How to navigate from co-worker and friend to supervisor and boss – Part 2.
Yesterday you worked with peers and friends… today, you’re their leader!
This can be complicated and is cited as one of the biggest hurdles for new leaders to overcome.
Perhaps you have just won a promotion or were ‘tapped on the shoulder’ and now find yourself supervising your peers and unsure what to do next.
The first step is to rethink your approach and style and start acting like a boss!
The good news is that you can navigate the, sometimes awkward, transition from friend to boss quickly and smoothly – whilst keeping your current relationships intact.
Beacon on a hill
“As a people leader, you are a beacon on a hill”
I recall one of the best managers I have ever had saying that to me. I remember it clearly and use it today when I talk to new leaders.
Merriam-webster offer this as one definition of beacon:
Definition of beacon
: a signal fire commonly on a hill, tower, or pole
What has that got to do with managing friends?
As a new leader, everyone is watching you. Your team members, your new boss and your peers.
You want to make the right impression and start strong therefore it’s important to keep this in mind.
I am not talking about this to scare you. It is about having a sense of awareness. Awareness that others will –
- watch what you do
- listen and hang onto your words, and
- see how you mix it up within your new team
Keep in mind that you are new and learning and this is also new for the team. If you have won a promotion, remember that there are possibly others in the team who applied however were not successful – they could be upset or angry or both! My advice is to give it time.
Try these tips for success –
- learn everyone’s name (I sketched the office desk plan with people’s name on it – it was very low tech but hey, it worked!)
- break the ice with others by seeking them out to say hi
- be humble and share your story
- set the team at ease
- join into appropriate team conversation, and
- find someone you trust (a peer is a great option) in case you need to let of some steam or talk it out.
Remember – you are a beacon on a hill…
Talk to your boss
You might be the new leader or manager but you a most likely to also have a boss. It’s important to reach out to them as early as you can – even if you haven’t started yet.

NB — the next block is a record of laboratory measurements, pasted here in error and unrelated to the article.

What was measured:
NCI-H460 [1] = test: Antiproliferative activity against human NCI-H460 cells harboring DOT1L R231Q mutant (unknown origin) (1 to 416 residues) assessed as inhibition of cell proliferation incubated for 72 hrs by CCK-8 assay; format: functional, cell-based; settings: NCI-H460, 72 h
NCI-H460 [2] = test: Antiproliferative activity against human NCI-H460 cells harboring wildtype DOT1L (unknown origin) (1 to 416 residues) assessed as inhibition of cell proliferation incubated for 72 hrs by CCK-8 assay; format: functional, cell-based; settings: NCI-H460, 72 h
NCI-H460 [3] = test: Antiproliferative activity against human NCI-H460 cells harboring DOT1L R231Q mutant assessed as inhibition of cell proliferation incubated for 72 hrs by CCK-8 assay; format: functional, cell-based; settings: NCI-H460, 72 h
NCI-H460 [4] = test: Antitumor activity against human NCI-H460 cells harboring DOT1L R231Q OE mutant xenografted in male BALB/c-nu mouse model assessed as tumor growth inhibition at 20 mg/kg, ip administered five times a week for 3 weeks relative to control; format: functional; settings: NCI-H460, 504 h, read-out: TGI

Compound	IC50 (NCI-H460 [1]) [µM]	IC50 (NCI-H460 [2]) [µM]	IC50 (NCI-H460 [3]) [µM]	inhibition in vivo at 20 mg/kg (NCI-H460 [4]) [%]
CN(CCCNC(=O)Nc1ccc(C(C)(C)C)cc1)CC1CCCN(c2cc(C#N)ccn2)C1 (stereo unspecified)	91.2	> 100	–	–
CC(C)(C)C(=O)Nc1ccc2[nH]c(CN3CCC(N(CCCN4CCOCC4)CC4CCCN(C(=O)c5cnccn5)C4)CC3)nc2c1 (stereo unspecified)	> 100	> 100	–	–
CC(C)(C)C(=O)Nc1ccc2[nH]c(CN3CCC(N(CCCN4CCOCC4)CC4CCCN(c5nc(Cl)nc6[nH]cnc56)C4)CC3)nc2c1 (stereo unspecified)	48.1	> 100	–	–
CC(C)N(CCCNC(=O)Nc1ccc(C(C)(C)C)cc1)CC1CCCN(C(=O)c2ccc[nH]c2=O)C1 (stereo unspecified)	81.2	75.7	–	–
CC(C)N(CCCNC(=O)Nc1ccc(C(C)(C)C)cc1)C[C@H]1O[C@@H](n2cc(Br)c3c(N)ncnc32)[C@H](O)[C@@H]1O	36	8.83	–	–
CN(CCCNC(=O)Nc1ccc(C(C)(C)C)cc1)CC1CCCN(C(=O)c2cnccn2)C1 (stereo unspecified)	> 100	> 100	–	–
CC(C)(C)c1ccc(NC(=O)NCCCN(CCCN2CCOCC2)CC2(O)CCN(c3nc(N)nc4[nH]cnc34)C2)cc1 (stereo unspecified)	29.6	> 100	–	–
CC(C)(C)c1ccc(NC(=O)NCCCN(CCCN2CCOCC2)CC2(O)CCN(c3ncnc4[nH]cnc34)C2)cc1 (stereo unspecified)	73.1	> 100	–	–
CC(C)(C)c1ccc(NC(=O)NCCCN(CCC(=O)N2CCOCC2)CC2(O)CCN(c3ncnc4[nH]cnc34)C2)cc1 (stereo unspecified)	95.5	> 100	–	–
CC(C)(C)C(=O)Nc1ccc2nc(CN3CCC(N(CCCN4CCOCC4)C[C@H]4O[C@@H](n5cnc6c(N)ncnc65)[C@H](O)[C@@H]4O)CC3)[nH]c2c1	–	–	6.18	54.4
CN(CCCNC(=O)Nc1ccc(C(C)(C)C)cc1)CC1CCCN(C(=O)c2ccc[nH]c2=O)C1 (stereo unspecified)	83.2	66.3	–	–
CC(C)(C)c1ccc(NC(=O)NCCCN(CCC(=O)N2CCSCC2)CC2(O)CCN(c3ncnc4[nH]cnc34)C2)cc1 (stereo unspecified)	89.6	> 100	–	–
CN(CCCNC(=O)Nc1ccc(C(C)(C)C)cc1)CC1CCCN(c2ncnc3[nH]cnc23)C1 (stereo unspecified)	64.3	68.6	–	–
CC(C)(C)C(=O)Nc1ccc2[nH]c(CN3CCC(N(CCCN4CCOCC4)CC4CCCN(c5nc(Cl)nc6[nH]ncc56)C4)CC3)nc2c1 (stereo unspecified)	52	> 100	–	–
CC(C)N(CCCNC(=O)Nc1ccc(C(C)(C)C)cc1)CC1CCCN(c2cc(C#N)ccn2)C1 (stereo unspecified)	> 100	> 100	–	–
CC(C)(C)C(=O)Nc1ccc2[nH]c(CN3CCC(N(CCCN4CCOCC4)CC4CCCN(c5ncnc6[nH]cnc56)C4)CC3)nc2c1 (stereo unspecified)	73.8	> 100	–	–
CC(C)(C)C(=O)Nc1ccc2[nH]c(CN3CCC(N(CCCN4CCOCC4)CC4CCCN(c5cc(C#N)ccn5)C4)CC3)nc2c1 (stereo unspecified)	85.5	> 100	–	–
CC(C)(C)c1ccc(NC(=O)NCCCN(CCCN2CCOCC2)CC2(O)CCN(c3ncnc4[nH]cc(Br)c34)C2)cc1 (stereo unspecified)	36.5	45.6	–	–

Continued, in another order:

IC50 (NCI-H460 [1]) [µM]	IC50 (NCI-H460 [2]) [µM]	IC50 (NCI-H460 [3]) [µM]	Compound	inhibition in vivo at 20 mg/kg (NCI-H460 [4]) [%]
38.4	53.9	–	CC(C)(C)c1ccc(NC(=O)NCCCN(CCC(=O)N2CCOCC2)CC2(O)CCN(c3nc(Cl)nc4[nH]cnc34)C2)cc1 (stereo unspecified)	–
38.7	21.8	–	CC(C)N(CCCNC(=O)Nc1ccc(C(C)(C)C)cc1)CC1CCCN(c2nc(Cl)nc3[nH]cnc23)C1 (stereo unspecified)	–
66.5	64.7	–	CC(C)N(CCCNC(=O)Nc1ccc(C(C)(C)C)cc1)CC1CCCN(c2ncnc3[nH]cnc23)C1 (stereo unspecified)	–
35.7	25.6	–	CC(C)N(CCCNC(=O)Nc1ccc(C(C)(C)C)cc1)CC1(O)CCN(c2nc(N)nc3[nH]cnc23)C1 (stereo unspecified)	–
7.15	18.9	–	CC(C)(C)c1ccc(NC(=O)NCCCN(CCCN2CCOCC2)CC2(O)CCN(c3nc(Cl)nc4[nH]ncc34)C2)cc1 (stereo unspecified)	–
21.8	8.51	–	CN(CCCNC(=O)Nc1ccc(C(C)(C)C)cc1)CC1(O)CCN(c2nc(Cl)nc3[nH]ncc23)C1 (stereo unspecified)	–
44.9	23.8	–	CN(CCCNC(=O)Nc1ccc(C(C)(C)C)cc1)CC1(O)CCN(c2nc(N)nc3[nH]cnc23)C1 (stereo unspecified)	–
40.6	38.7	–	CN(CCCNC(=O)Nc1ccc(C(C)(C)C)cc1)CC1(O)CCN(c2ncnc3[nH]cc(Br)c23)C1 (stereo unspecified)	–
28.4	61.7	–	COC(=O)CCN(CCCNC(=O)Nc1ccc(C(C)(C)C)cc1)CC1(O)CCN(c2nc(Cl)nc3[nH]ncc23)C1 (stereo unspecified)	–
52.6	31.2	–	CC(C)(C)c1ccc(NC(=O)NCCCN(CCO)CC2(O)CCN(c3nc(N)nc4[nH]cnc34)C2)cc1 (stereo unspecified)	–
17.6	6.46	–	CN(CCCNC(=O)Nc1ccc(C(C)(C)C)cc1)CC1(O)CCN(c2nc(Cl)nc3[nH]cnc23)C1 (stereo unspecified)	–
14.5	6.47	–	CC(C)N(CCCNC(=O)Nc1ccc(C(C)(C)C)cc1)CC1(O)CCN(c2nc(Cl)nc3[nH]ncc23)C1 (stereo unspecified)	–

I once phoned my new boss and asked if I could meet the team before I even started. She said yes and it was great and really helped me (and others no doubt) feel a bit more relaxed when day 1 arrived. It helped everyone take a bit of pressure off the new situation.
It can also be a bit lonely in leadership. It goes with the territory and requires courage, discipline and energy.
You should talk to your new boss and ask what they want. What do they expect of you in the first 90 days? What is there current pain-point right now?
Asking these questions will cement your relationship with your new boss but also give you a focus that you can share with the team.
Continue your leadership learning journey
Leadership is a journey. A journey where you are always learning and developing. If your development has some gaps in it or you’re keen to move things along a bit faster, try these methods out –
- follow a blog (yes, this one of course but others too 😊)
- read books on leadership and books on emotional intelligence
- find a mentor – making sure you are both a good fit
- complete some internal or external online training
- talk to your Human Resources (HR) team about any leadership training they recommend (they might even pay for it – cool)
One final tip –
Seek out other leaders and leadership groups in your company. It’s likely that, like you, they would have had to manage friends.
Their stories of success and failures can really accelerate your learning and you might even make a new friend yourself – bonus!
Well, that’s it for Managing Friends. I hope you enjoyed Part 2 and have some real take-aways from both Part 1 and Part 2. I’m sure you will be great transitioning from friend to boss.
Keep on learning,